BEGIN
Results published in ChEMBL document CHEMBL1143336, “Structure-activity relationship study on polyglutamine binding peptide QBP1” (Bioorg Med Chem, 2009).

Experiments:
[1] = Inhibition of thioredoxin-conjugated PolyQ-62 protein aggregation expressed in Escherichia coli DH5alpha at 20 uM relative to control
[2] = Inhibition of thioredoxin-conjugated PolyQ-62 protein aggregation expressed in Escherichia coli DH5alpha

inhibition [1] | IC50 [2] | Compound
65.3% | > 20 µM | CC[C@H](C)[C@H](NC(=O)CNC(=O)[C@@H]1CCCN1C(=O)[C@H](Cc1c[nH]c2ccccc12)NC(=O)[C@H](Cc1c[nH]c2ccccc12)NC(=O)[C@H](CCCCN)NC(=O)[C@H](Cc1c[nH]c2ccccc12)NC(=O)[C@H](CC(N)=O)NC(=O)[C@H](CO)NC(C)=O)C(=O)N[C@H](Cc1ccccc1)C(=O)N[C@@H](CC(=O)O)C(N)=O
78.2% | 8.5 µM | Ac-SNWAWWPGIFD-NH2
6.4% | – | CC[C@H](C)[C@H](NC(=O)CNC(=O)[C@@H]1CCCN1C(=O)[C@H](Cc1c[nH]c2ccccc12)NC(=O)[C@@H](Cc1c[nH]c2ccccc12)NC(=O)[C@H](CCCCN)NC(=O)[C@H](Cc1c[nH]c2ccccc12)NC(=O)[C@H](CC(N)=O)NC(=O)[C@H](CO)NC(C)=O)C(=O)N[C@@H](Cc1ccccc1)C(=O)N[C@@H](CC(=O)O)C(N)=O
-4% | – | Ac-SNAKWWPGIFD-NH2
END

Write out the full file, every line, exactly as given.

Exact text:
Results published in ChEMBL document CHEMBL1143336, “Structure-activity relationship study on polyglutamine binding peptide QBP1” (Bioorg Med Chem, 2009).

Experiments:
[1] = Inhibition of thioredoxin-conjugated PolyQ-62 protein aggregation expressed in Escherichia coli DH5alpha at 20 uM relative to control
[2] = Inhibition of thioredoxin-conjugated PolyQ-62 protein aggregation expressed in Escherichia coli DH5alpha

inhibition [1] | IC50 [2] | Compound
65.3% | > 20 µM | CC[C@H](C)[C@H](NC(=O)CNC(=O)[C@@H]1CCCN1C(=O)[C@H](Cc1c[nH]c2ccccc12)NC(=O)[C@H](Cc1c[nH]c2ccccc12)NC(=O)[C@H](CCCCN)NC(=O)[C@H](Cc1c[nH]c2ccccc12)NC(=O)[C@H](CC(N)=O)NC(=O)[C@H](CO)NC(C)=O)C(=O)N[C@H](Cc1ccccc1)C(=O)N[C@@H](CC(=O)O)C(N)=O
78.2% | 8.5 µM | Ac-SNWAWWPGIFD-NH2
6.4% | – | CC[C@H](C)[C@H](NC(=O)CNC(=O)[C@@H]1CCCN1C(=O)[C@H](Cc1c[nH]c2ccccc12)NC(=O)[C@@H](Cc1c[nH]c2ccccc12)NC(=O)[C@H](CCCCN)NC(=O)[C@H](Cc1c[nH]c2ccccc12)NC(=O)[C@H](CC(N)=O)NC(=O)[C@H](CO)NC(C)=O)C(=O)N[C@@H](Cc1ccccc1)C(=O)N[C@@H](CC(=O)O)C(N)=O
-4% | – | Ac-SNAKWWPGIFD-NH2